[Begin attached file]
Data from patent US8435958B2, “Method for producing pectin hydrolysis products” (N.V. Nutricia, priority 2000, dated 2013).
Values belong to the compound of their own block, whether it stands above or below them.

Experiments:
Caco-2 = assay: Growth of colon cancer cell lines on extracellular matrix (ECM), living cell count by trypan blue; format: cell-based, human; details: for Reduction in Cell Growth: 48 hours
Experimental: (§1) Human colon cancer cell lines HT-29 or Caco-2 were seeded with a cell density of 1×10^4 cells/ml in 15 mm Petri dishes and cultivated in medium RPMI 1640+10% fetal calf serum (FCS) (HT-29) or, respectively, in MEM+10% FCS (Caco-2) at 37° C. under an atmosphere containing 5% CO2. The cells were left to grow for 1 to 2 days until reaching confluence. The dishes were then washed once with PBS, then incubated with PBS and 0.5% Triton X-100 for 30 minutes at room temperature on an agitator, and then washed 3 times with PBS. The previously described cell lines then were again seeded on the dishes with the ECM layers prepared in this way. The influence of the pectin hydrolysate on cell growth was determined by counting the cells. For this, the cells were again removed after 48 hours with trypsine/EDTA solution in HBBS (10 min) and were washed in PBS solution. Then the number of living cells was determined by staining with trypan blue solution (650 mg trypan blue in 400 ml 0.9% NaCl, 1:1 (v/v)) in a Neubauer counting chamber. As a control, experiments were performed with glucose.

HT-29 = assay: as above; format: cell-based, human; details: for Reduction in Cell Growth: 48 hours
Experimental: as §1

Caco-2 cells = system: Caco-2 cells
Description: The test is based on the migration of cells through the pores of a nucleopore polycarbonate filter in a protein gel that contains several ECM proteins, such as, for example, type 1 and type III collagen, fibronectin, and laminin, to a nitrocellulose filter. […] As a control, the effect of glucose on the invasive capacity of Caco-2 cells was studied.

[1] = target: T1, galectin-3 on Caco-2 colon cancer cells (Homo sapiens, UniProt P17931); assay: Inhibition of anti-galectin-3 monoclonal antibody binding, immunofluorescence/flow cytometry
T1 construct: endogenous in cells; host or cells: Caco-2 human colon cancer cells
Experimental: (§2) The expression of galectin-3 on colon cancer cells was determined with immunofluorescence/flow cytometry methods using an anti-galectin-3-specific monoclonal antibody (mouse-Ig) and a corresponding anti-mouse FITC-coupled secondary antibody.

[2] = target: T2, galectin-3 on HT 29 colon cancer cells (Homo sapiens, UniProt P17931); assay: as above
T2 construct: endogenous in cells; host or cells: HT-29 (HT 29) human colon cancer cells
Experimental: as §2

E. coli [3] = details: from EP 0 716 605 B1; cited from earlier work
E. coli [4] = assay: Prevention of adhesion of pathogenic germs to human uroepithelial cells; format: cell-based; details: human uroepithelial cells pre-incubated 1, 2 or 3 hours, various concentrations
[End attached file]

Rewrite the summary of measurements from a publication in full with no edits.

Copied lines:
Data from patent US8435958B2, “Method for producing pectin hydrolysis products” (N.V. Nutricia, priority 2000, dated 2013).
Values belong to the compound of their own block, whether it stands above or below them.

Experiments:
Caco-2 = assay: Growth of colon cancer cell lines on extracellular matrix (ECM), living cell count by trypan blue; format: cell-based, human; details: for Reduction in Cell Growth: 48 hours
Experimental: (§1) Human colon cancer cell lines HT-29 or Caco-2 were seeded with a cell density of 1×10^4 cells/ml in 15 mm Petri dishes and cultivated in medium RPMI 1640+10% fetal calf serum (FCS) (HT-29) or, respectively, in MEM+10% FCS (Caco-2) at 37° C. under an atmosphere containing 5% CO2. The cells were left to grow for 1 to 2 days until reaching confluence. The dishes were then washed once with PBS, then incubated with PBS and 0.5% Triton X-100 for 30 minutes at room temperature on an agitator, and then washed 3 times with PBS. The previously described cell lines then were again seeded on the dishes with the ECM layers prepared in this way. The influence of the pectin hydrolysate on cell growth was determined by counting the cells. For this, the cells were again removed after 48 hours with trypsine/EDTA solution in HBBS (10 min) and were washed in PBS solution. Then the number of living cells was determined by staining with trypan blue solution (650 mg trypan blue in 400 ml 0.9% NaCl, 1:1 (v/v)) in a Neubauer counting chamber. As a control, experiments were performed with glucose.

HT-29 = assay: as above; format: cell-based, human; details: for Reduction in Cell Growth: 48 hours
Experimental: as §1

Caco-2 cells = system: Caco-2 cells
Description: The test is based on the migration of cells through the pores of a nucleopore polycarbonate filter in a protein gel that contains several ECM proteins, such as, for example, type 1 and type III collagen, fibronectin, and laminin, to a nitrocellulose filter. […] As a control, the effect of glucose on the invasive capacity of Caco-2 cells was studied.

[1] = target: T1, galectin-3 on Caco-2 colon cancer cells (Homo sapiens, UniProt P17931); assay: Inhibition of anti-galectin-3 monoclonal antibody binding, immunofluorescence/flow cytometry
T1 construct: endogenous in cells; host or cells: Caco-2 human colon cancer cells
Experimental: (§2) The expression of galectin-3 on colon cancer cells was determined with immunofluorescence/flow cytometry methods using an anti-galectin-3-specific monoclonal antibody (mouse-Ig) and a corresponding anti-mouse FITC-coupled secondary antibody.

[2] = target: T2, galectin-3 on HT 29 colon cancer cells (Homo sapiens, UniProt P17931); assay: as above
T2 construct: endogenous in cells; host or cells: HT-29 (HT 29) human colon cancer cells
Experimental: as §2

E. coli [3] = details: from EP 0 716 605 B1; cited from earlier work
E. coli [4] = assay: Prevention of adhesion of pathogenic germs to human uroepithelial cells; format: cell-based; details: human uroepithelial cells pre-incubated 1, 2 or 3 hours, various concentrations